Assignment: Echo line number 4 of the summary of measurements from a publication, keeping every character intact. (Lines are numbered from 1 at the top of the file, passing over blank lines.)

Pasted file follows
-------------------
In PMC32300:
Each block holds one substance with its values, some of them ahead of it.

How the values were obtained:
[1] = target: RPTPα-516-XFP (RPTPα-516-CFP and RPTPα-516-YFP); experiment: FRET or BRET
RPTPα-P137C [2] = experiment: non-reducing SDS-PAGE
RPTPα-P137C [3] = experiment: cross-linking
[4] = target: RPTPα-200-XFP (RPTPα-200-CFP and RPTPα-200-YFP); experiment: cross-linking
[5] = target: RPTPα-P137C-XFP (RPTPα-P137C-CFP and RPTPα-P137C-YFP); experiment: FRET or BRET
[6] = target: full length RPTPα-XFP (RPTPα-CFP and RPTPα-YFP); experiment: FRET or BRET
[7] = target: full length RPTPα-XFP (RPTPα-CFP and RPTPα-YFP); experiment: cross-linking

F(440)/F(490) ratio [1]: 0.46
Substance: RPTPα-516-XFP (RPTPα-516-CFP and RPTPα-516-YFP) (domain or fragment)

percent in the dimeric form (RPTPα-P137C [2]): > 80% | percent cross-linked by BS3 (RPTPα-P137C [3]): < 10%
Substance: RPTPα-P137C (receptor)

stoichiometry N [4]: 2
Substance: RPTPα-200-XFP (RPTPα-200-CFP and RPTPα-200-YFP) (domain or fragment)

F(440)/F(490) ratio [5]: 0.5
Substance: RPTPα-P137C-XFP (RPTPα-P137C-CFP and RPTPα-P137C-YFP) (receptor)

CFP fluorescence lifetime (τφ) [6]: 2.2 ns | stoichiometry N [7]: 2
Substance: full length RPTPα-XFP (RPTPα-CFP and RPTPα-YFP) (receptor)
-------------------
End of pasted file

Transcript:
[1] = target: RPTPα-516-XFP (RPTPα-516-CFP and RPTPα-516-YFP); experiment: FRET or BRET